It’s time to refocus Krispy’s message on two groups: college kids and office workers. Perhaps not at the exclusion of other groups, but with a very directed marketing effort. Fortunately these are two of the easiest (and cheapest) demographics to market to in this modern age. 

There’s already a great love of junk food in general and Krispy Kreme specifically in the 18-25 crowd. In some regions the love of the product borders on fanaticism:

Before the above video did you know about the Krispy Kreme challenge? I sure didn’t, I only learned about it researching this article. Stuff like this is marketing gold if you can push it to new regions. 

Imagine a World Krispy Kreme Competition of Champions campaign that focused on locally organized donut-centric sporting events. By leveraging pre-existing social networking sites Krispy could sponsor/host/brand any number of ad-hoc event/gatherings all over the world, document them on the web, perhaps even award prizes. 

This all takes very little in the way of actual output on Krispy’s part: a central website that gathers user output and possibly ranks it, some game instructions and advice on logistical support, a few employees managing a facebook group. Seriously, this is in your budget, Krispy. Hell, this is in MY budget, and I’m an underemployed blogger, not a pastry giant.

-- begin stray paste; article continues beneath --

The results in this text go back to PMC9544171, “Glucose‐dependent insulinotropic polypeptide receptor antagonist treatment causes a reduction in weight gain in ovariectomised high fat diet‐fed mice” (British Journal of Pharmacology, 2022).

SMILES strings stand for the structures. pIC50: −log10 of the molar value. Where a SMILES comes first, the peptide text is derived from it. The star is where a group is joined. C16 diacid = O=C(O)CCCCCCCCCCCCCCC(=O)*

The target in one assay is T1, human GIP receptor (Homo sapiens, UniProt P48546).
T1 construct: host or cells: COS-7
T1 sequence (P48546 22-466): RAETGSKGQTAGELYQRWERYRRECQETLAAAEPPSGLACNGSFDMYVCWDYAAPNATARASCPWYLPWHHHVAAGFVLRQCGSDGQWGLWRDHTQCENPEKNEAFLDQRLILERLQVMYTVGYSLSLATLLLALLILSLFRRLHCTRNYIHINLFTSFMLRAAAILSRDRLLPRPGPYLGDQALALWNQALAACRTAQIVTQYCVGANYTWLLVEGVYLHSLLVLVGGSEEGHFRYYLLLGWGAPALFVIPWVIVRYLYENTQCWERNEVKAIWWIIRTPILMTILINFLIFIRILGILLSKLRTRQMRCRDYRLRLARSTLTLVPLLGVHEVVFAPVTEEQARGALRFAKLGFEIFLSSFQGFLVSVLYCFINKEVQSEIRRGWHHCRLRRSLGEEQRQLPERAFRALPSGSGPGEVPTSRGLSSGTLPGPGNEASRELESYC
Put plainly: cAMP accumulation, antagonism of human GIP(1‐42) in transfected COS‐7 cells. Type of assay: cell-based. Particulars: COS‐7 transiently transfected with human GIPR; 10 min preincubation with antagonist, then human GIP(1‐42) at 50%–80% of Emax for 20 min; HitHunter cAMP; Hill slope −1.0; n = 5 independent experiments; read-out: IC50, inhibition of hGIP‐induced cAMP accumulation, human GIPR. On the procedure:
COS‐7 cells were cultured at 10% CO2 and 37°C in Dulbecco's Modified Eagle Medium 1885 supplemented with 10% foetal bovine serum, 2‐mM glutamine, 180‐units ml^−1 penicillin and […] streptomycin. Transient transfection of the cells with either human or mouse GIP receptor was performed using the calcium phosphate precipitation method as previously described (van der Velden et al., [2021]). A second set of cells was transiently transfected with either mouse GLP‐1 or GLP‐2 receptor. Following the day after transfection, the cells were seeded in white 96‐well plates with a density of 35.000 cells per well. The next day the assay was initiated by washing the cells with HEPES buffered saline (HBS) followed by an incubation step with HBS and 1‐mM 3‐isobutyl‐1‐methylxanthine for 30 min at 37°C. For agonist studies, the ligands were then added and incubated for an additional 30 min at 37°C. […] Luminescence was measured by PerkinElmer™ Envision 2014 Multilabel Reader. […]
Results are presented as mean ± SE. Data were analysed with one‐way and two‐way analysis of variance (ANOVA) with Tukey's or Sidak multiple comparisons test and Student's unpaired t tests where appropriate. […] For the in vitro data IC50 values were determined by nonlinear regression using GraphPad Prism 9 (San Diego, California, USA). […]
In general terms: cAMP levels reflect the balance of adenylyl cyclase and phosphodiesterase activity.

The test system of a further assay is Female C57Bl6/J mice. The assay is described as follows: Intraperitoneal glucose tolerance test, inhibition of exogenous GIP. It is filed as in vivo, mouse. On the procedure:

This kind of crowd sourcing, semi-competitive, community organized culture is rapidly becoming the hallmark of a generation –its already elected a president. And the college kids that are bearing this flag are one of the few groups in America that has some discretionary cash (stipends, allowance from parents, jobs but not many bills) to burn on sweets and treats. And let us not neglect the power of hungry college stoners. If there ever was a movie where Seth Rogan huffs airplane glue for 2 hours then NEEDS a donut, Krispy is made in the shade. Harold and Kumar didn’t go to White Castle, they saved it (and that Doogie kid) along the way.

The second half of this marketing initiative is directed at office workers. The office drone is rapidly becoming a coveted US job. With so many people out of work lots of overqualified folks are clamoring for anything with a desk and a paycheck. The wage slaves constantly need new ways to melt off the boredom of a long dull work day. Krispy Kreme should be there to help.

Offices love donuts. They’re a cheep way to boost morale, create a temporary spike in energy, and they provide a simple prop to socialize around. If Krispy can get it’s donuts into more break rooms nation wide it’s going to create more weekend customers. So how do we do that? By pushing the brand and by giving away donuts.